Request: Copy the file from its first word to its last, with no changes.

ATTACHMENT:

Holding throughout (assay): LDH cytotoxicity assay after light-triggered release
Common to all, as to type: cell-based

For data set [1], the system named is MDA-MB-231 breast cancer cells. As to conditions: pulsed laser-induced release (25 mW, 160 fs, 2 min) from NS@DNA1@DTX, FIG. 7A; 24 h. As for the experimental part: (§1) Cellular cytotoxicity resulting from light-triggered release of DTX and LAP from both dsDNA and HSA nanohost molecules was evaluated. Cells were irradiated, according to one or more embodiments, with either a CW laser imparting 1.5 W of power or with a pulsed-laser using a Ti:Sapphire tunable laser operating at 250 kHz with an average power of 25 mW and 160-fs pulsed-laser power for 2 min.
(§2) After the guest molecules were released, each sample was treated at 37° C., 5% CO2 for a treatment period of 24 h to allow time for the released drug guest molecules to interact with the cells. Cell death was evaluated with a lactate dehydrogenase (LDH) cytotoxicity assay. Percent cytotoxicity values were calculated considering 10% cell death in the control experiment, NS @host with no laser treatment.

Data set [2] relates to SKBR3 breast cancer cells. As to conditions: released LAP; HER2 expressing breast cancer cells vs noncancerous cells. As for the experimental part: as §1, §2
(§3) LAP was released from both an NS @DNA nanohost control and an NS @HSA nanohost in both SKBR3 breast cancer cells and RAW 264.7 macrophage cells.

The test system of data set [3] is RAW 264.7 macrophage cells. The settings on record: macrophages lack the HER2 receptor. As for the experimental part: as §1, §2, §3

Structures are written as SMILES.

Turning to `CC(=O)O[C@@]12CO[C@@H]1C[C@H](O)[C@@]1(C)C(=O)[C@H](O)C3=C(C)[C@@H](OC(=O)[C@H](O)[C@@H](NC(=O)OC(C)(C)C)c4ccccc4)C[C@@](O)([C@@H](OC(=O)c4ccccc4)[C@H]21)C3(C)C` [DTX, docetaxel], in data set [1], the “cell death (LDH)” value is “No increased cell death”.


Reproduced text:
Holding throughout (assay): LDH cytotoxicity assay after light-triggered release
Common to all, as to type: cell-based

For data set [1], the system named is MDA-MB-231 breast cancer cells. As to conditions: pulsed laser-induced release (25 mW, 160 fs, 2 min) from NS@DNA1@DTX, FIG. 7A; 24 h. As for the experimental part: (§1) Cellular cytotoxicity resulting from light-triggered release of DTX and LAP from both dsDNA and HSA nanohost molecules was evaluated. Cells were irradiated, according to one or more embodiments, with either a CW laser imparting 1.5 W of power or with a pulsed-laser using a Ti:Sapphire tunable laser operating at 250 kHz with an average power of 25 mW and 160-fs pulsed-laser power for 2 min.
(§2) After the guest molecules were released, each sample was treated at 37° C., 5% CO2 for a treatment period of 24 h to allow time for the released drug guest molecules to interact with the cells. Cell death was evaluated with a lactate dehydrogenase (LDH) cytotoxicity assay. Percent cytotoxicity values were calculated considering 10% cell death in the control experiment, NS @host with no laser treatment.

Data set [2] relates to SKBR3 breast cancer cells. As to conditions: released LAP; HER2 expressing breast cancer cells vs noncancerous cells. As for the experimental part: as §1, §2
(§3) LAP was released from both an NS @DNA nanohost control and an NS @HSA nanohost in both SKBR3 breast cancer cells and RAW 264.7 macrophage cells.

The test system of data set [3] is RAW 264.7 macrophage cells. The settings on record: macrophages lack the HER2 receptor. As for the experimental part: as §1, §2, §3

Structures are written as SMILES.

Turning to `CC(=O)O[C@@]12CO[C@@H]1C[C@H](O)[C@@]1(C)C(=O)[C@H](O)C3=C(C)[C@@H](OC(=O)[C@H](O)[C@@H](NC(=O)OC(C)(C)C)c4ccccc4)C[C@@](O)([C@@H](OC(=O)c4ccccc4)[C@H]21)C3(C)C` [DTX, docetaxel], in data set [1], the “cell death (LDH)” value is “No increased cell death”.